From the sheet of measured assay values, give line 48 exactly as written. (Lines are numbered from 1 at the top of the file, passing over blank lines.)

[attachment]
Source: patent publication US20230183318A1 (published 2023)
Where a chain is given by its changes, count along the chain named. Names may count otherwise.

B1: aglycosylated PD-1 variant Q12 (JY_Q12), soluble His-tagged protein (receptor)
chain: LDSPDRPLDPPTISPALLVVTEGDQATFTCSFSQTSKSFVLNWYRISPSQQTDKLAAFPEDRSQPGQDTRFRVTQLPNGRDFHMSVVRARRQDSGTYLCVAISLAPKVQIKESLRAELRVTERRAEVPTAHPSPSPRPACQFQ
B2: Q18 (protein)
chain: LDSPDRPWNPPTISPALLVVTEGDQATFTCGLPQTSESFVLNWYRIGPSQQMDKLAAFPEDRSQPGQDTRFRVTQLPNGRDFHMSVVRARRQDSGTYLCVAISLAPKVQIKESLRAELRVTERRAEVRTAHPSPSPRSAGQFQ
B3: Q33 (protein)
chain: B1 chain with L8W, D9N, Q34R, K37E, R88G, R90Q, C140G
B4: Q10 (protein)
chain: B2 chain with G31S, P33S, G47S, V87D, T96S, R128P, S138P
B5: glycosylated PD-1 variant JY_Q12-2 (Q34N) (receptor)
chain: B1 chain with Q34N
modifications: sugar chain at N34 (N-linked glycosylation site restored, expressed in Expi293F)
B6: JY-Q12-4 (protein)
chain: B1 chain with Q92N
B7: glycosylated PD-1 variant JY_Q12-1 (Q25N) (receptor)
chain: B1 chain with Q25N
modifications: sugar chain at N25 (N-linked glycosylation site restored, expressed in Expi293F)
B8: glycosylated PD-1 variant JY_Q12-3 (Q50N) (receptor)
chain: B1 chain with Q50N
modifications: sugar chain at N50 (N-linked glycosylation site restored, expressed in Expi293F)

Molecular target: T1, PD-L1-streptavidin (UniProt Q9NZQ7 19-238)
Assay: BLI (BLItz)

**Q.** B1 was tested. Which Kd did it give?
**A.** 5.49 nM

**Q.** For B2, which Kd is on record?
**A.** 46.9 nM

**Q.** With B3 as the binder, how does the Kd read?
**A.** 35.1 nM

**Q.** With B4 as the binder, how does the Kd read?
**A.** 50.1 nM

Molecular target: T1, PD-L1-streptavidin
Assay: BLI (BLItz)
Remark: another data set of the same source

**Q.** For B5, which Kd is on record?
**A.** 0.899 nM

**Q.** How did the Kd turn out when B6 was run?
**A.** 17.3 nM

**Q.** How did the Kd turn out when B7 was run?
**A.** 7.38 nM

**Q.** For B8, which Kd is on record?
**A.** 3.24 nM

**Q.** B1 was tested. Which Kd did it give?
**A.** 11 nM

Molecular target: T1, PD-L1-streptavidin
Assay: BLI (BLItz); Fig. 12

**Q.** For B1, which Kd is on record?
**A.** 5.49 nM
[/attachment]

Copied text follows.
**A.** 5.49 nM